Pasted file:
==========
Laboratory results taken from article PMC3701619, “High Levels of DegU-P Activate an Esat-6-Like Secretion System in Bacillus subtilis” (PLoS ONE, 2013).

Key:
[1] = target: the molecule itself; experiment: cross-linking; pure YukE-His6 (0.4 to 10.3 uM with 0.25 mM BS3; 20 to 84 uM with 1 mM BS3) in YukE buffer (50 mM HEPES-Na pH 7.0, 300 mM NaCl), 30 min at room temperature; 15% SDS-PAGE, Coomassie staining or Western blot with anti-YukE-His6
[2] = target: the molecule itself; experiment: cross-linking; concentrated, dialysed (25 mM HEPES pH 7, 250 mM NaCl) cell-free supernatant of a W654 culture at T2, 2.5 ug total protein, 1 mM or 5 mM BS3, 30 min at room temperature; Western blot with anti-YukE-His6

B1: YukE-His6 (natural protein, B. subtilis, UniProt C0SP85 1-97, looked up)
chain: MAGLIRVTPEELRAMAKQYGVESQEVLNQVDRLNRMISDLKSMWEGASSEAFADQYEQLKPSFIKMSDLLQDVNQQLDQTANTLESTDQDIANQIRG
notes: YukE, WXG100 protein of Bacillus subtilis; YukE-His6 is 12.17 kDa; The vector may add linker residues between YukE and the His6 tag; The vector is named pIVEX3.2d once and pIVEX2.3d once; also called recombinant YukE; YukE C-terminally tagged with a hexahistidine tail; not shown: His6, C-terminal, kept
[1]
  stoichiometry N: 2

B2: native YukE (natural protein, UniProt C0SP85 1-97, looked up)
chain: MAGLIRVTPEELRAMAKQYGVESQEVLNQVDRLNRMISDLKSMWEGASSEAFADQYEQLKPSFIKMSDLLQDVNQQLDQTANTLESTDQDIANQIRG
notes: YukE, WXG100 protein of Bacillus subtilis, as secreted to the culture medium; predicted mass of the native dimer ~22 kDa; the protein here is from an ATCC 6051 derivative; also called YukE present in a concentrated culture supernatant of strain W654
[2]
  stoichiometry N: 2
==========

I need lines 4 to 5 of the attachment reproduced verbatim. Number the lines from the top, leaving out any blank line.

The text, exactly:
[2] = target: the molecule itself; experiment: cross-linking; concentrated, dialysed (25 mM HEPES pH 7, 250 mM NaCl) cell-free supernatant of a W654 culture at T2, 2.5 ug total protein, 1 mM or 5 mM BS3, 30 min at room temperature; Western blot with anti-YukE-His6

B1: YukE-His6 (natural protein, B. subtilis, UniProt C0SP85 1-97, looked up)